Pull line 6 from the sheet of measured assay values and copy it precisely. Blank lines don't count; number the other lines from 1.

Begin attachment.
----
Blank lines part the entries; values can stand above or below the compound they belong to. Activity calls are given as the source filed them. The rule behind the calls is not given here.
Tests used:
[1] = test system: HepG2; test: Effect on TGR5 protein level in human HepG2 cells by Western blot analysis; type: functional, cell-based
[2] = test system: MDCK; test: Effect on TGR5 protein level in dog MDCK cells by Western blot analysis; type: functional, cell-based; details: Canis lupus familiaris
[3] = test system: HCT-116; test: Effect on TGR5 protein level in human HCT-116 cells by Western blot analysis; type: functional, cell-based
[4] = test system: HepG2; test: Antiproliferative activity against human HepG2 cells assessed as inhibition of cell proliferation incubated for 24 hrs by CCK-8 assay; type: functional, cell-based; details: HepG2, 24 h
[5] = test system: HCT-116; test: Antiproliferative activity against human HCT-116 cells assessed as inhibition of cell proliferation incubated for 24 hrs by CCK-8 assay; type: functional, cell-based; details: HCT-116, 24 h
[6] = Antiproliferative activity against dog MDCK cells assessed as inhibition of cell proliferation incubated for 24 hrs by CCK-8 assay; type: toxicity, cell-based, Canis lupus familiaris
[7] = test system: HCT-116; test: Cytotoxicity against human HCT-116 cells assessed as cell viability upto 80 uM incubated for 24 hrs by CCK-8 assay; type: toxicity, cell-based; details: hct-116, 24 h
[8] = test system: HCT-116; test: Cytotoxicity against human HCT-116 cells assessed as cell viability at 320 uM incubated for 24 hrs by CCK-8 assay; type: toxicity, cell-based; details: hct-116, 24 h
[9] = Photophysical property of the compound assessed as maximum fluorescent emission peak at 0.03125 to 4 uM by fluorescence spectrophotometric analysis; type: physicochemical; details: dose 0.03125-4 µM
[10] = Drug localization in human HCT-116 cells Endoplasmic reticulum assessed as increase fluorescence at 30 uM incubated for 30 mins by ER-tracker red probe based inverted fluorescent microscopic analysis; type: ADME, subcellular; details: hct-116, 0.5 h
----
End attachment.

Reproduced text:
[4] = test system: HepG2; test: Antiproliferative activity against human HepG2 cells assessed as inhibition of cell proliferation incubated for 24 hrs by CCK-8 assay; type: functional, cell-based; details: HepG2, 24 h